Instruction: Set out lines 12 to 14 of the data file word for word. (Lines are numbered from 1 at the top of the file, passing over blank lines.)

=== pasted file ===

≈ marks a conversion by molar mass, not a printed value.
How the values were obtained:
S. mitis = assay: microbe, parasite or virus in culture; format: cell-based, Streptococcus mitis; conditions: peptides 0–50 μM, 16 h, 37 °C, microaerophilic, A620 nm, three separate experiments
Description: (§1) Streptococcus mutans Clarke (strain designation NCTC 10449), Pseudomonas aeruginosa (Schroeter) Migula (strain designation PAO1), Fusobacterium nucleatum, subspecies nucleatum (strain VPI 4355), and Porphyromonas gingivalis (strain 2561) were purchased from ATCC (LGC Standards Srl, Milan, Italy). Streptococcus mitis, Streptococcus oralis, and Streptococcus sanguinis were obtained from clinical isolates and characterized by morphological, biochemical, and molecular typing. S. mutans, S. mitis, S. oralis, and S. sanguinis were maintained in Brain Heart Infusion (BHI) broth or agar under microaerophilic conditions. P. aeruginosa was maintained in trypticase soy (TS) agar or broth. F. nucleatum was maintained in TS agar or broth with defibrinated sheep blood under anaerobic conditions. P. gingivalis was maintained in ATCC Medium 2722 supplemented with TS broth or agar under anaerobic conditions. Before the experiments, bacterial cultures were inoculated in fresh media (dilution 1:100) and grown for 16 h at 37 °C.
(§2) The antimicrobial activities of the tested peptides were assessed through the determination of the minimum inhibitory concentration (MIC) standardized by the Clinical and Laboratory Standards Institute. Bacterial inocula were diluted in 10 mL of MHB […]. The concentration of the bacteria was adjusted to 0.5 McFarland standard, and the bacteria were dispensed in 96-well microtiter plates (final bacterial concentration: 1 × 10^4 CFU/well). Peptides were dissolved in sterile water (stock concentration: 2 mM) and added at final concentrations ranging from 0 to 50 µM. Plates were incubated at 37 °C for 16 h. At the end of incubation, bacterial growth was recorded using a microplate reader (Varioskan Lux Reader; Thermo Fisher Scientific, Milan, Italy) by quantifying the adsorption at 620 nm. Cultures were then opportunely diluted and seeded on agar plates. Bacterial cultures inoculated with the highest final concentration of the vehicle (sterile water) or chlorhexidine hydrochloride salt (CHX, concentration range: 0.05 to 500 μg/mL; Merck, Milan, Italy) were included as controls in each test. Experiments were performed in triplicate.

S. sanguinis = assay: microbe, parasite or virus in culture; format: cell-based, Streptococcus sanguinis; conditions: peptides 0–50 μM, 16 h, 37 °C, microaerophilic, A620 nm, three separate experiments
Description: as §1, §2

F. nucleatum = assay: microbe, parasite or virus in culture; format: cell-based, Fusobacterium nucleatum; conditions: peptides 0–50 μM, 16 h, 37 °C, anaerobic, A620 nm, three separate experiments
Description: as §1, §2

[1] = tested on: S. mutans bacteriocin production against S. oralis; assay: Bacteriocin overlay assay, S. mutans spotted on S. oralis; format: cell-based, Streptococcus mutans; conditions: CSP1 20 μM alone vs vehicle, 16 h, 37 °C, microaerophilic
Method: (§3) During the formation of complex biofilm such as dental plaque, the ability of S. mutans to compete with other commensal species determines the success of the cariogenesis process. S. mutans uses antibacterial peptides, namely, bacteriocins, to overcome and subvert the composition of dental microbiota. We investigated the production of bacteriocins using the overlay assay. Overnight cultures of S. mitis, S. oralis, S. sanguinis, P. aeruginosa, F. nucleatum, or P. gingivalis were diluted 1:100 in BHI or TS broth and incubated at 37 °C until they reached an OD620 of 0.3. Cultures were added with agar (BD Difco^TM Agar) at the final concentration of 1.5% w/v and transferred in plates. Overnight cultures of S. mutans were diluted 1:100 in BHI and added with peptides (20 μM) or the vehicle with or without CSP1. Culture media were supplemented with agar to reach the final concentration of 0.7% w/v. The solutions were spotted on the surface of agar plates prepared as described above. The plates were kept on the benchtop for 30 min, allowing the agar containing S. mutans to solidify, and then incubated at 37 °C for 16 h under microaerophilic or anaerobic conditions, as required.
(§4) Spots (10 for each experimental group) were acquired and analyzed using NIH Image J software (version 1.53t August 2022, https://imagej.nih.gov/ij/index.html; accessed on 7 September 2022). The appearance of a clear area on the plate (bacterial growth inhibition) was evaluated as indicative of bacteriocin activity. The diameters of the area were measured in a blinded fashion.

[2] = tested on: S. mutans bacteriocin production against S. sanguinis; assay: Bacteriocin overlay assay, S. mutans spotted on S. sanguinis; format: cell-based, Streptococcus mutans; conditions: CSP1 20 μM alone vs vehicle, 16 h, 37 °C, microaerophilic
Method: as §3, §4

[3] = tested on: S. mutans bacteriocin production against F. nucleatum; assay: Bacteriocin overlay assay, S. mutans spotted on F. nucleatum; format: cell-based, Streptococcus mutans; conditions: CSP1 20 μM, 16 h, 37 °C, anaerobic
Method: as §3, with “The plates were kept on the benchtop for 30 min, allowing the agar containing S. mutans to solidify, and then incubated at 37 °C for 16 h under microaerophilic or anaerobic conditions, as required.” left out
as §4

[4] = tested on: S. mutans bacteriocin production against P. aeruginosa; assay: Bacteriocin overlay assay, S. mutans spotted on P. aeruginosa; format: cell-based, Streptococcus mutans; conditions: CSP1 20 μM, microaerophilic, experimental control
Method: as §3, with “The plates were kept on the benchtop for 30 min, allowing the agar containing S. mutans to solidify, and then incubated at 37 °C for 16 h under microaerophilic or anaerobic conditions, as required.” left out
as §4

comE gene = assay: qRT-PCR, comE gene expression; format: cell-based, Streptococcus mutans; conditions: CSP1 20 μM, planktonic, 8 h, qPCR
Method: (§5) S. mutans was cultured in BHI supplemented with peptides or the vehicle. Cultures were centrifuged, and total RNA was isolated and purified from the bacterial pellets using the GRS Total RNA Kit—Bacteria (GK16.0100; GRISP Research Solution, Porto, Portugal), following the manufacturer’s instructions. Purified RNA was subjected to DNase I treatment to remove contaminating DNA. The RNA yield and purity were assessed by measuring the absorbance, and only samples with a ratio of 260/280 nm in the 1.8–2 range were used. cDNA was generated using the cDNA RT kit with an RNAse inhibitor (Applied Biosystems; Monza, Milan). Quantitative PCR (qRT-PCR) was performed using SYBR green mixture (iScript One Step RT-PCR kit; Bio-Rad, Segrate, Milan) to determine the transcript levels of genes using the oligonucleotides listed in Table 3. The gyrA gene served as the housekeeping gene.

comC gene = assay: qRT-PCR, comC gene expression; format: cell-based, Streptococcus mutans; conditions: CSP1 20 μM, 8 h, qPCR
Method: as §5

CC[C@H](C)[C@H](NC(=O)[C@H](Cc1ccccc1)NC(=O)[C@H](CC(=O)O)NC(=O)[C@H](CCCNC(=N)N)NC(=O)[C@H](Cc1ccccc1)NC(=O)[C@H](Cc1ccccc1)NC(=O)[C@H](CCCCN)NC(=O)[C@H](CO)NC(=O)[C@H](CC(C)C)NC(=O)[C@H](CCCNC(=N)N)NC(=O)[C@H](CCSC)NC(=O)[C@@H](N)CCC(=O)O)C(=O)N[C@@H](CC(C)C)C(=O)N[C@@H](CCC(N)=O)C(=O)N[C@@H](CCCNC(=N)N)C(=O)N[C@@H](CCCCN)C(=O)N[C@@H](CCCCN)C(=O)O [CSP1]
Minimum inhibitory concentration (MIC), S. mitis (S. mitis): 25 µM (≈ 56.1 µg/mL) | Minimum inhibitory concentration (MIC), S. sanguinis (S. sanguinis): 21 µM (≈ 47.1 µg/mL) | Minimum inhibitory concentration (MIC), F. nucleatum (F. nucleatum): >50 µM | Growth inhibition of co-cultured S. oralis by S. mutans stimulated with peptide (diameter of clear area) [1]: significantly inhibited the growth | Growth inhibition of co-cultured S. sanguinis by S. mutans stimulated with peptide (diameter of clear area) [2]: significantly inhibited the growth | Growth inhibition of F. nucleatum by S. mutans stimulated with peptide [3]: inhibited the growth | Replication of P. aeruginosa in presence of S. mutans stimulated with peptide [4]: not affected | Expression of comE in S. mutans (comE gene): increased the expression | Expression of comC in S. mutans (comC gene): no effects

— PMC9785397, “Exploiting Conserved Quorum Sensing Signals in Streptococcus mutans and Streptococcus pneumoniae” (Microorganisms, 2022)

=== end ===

(§4) Spots (10 for each experimental group) were acquired and analyzed using NIH Image J software (version 1.53t August 2022, https://imagej.nih.gov/ij/index.html; accessed on 7 September 2022). The appearance of a clear area on the plate (bacterial growth inhibition) was evaluated as indicative of bacteriocin activity. The diameters of the area were measured in a blinded fashion.

[2] = tested on: S. mutans bacteriocin production against S. sanguinis; assay: Bacteriocin overlay assay, S. mutans spotted on S. sanguinis; format: cell-based, Streptococcus mutans; conditions: CSP1 20 μM alone vs vehicle, 16 h, 37 °C, microaerophilic
Method: as §3, §4